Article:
As we’ve said before, we steadfastly refuse to call this time a time of social distancing. If anything, this experience has made us all figure out the multitude of ways in which we can still connect with one another. At the choir we have formed online chat groups, become Zoom experts, picked up the phone, even written old fashioned letters.
But it’s still not the same as gathering, is it? It’s why we’re reaching out to you today.
We just want to say hello, and that we are thinking of you and hope you’re staying healthy. We hope you have what you need, that you are taking care of yourself and sleeping well. We hope you have all the music and books you can get your hands on, and we hope your Netflix/Amazon Prime queues are long.
More than anything, we hope that you are able to find an upside in this prolonged pause, whatever that may be for you. And there are upsides to be had – many of us in the choir are perfecting bakes, reading more to our kids, and rediscovering beloved works of arts and letters across all media.
To that end, here are a couple of things to read and listen to.
First, this beautiful sentiment from Washington Post editor, Ruth Marcus. With Passover starting today, the article is about maintaining tradition and community when you cannot gather. It’s lovely, bittersweet, and ultimately hopeful. And it has the perfect headline: “Next year, may we be together.” May “next year,” whatever that is for you, come soon!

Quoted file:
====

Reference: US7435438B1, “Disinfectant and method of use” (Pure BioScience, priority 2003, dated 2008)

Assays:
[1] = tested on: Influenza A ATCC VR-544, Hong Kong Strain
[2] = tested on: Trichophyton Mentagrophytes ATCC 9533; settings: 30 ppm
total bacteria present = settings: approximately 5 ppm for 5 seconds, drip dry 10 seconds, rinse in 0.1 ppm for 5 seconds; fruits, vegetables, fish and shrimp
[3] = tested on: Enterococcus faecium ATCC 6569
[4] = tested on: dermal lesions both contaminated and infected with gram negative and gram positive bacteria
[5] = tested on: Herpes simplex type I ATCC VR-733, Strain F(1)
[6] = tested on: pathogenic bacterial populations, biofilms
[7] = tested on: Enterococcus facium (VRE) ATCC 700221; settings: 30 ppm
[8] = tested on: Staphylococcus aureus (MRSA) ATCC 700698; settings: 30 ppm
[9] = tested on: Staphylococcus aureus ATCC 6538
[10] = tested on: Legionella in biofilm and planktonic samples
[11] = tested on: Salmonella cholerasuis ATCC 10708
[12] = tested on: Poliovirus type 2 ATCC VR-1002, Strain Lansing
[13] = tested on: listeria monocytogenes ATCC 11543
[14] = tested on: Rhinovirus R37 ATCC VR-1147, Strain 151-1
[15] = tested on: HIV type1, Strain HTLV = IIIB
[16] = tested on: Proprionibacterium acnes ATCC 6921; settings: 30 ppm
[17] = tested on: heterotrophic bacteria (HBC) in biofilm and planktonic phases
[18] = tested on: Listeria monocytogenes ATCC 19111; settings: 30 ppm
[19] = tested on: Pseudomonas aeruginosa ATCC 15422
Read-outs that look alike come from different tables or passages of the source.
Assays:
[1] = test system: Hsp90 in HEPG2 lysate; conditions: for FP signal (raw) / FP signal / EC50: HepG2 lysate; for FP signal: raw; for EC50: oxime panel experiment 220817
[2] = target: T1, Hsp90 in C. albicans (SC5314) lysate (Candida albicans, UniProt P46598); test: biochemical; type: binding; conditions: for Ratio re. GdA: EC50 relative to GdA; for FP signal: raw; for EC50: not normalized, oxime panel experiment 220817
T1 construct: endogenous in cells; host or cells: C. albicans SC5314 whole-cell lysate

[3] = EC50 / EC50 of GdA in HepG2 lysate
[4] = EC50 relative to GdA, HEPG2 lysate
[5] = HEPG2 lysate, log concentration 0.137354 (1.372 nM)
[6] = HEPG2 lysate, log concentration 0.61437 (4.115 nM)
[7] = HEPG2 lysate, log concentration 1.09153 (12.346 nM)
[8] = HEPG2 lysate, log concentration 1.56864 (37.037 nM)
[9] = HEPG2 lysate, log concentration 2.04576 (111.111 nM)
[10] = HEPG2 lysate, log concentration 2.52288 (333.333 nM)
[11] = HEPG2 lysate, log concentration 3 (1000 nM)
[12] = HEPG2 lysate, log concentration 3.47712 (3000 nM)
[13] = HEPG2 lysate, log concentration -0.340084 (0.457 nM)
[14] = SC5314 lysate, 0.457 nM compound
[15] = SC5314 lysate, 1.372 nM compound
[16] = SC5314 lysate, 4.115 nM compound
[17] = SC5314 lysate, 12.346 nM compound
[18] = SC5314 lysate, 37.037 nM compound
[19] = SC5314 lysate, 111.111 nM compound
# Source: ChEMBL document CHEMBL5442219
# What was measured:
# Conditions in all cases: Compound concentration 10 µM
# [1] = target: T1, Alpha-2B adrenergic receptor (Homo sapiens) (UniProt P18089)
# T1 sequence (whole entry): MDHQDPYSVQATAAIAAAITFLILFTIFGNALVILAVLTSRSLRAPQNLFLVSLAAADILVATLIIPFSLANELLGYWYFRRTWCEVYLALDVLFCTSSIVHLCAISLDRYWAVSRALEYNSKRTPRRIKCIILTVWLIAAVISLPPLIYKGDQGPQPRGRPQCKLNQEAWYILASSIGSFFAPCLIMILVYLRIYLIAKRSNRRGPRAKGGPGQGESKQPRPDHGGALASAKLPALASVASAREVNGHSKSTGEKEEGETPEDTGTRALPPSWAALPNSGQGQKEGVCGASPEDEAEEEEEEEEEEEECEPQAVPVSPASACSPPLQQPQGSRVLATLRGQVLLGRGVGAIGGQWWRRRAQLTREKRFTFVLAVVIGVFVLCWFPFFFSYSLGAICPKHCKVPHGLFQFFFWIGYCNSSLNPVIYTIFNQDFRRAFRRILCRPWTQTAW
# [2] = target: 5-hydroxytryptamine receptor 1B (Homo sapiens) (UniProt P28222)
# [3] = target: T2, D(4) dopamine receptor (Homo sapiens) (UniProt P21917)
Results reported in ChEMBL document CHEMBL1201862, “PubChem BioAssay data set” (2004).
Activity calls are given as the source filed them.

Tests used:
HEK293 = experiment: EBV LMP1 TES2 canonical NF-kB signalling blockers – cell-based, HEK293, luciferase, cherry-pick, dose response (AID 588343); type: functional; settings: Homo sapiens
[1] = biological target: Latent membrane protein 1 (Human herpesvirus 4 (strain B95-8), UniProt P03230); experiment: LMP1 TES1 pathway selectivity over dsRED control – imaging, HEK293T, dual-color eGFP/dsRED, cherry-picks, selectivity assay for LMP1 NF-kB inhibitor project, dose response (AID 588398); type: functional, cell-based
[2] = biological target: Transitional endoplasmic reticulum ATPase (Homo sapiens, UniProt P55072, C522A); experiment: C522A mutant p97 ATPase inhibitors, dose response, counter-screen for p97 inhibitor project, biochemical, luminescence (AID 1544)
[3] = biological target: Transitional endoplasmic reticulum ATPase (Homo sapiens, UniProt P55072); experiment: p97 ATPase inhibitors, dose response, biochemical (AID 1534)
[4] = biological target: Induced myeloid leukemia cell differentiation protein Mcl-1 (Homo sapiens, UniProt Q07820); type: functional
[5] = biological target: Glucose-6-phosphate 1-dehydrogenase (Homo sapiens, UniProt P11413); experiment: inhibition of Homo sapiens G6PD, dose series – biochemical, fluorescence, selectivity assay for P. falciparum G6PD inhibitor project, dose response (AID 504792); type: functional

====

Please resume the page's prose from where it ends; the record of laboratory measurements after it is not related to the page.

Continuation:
Second, the lovely and now widely shared poem, Pandemic by Lynn Ungar. If you haven’t seen it, it’s worth a read.
What if you thought of it
as the Jews consider the Sabbath—
the most sacred of times?
Cease from travel.
Cease from buying and selling.
Give up, just for now,
on trying to make the world
different than it is.
Sing. Pray. Touch only those
to whom you commit your life.
And when your body has become still,
reach out with your heart.
Know that we are connected
in ways that are terrifying and beautiful.
(You could hardly deny it now.)
Know that our lives
are in one another’s hands.
(Surely, that has come clear.)
Do not reach out your hands.
Reach out your heart.
Reach out your words.
Reach out all the tendrils
of compassion that move, invisibly,
where we cannot touch.
Promise this world your love–
for better or for worse,
in sickness and in health,
so long as we all shall live.
Needless to say, it has already been turned into a gorgeous choral arrangement.
In community and music
– all of us at VCS